The first hour of the conference meant nothing to a consumer, but to developers it’s big news. The new Android Studio, Cloud Messaging, improvements to Google Maps, these are great additions and will help attract more and more developers to Android, meaning better apps for us.
The big news was Android 4.3 Jelly Bean, or rather the lack of Android 4.3. Now I won’t lie and pretend I wasn’t expecting the new version of Android to be announced (In all honesty, I was baying for some Key Lime Pie action), but when we push away our greedy need for more sweets, we realise maybe it is too early for a new Android version.
Think about it, the only devices running Android 4.2 are the Nexus family, a handful of Asus tablets and the Galaxy S4. Even smartphones released this year, aren’t running the latest version of Android. So by delaying the release of Android 4.3, we can get a heap of devices (like the HTC One, GS3, Galaxy Note 2 etc) onto Android 4.2. Whether Android 4.3 comes out in July or later in the year (hopefully in the form of Key Lime Pie), we will be mind blown, so we need to go back to our seats and enjoy what we have already.
A major disappointment (at least for me), was the lack of an updated Nexus 7. Nexus 7 II, new Nexus 7, or (my personal favourite) Nexus 7 HD, whatever you want to call it, I was expecting an updated Nexus 7, especially since I broke my Nexus 7 two weeks ago (curse my buttery hands) and was looking to pick up the updated version. Maybe it just wasn’t ready, it’s obvious Google is going to make a new Nexus 7, so this is another example of patience my friends.
All in all, I think it’s been a brilliant I/O, possibly the best ever. The new Maps is gorgeous, Hangouts is brilliant, Play Games is awesome, Play Music got an update (FINALLY!) and the new Google Plus app is incredible. That’s without mentioning the stock Galaxy S4, which is big, big news for the Android community. Android is no longer in a development stage, it’s passed that, it’s in its refinement stage, and at Google I/O, Google is laying it’s cards facing up. So relax guys and gals, sit down, enjoy you’re popcorn (it’s got lots of butter), we’re in for a great ride.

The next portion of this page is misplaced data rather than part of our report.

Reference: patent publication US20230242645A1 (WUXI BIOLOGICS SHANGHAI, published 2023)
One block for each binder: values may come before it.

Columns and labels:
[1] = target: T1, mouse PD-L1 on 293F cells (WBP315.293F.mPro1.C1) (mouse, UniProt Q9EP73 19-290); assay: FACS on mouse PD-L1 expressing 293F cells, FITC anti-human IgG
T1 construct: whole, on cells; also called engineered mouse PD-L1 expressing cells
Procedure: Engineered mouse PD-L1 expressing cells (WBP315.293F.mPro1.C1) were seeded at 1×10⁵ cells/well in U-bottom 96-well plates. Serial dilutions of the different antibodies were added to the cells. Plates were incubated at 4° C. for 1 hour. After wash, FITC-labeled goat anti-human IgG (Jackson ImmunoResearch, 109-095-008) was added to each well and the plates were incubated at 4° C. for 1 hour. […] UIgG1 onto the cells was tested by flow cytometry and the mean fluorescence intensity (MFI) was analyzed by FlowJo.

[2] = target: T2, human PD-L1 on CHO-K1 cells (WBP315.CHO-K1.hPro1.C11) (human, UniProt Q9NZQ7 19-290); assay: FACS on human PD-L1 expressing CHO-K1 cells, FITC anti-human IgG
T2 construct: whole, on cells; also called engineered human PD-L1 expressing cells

As Derek said, the most impressive moment of the keynote was Larry Page’s speech and Q&A. For some reason, it resonated with me deeply. At the end of it, I went to G+ to proclaim my love for Google, with all the risk of ridicule. Larry’s presence and the entire keynote made me realize again how much I admire this company. As someone said yesterday (it was an article headline, I forgot by whom, sorry), Google’s products are just byproducts of its quest for tomorrow.
Watching the keynote, I felt that the people on stage are building the future. Amit Singhal teased the Star Trek Enterprise computer, and I have a strong feeling that Google is taking us in that direction. In my lifetime, I will interact with my computing device, regardless of what shape it will have, through natural conversation.
As for the lack of consumer products or Android 4.3, I wasn’t really disappointed. Google brought so much new stuff, it doesn’t matter that we don’t formally have a new Android version. Why are version numbers so important anyway? The new Nexus 7 will come, so Adam, don’t be disappointed. I think we’ll see it a couple of months, if the rumors are correct.
Overall, Google wanted to give I/O back to developers, and I think that was the right thing to do.
What did you like at Google I/O this year? What impressed you the most and what disappointed you?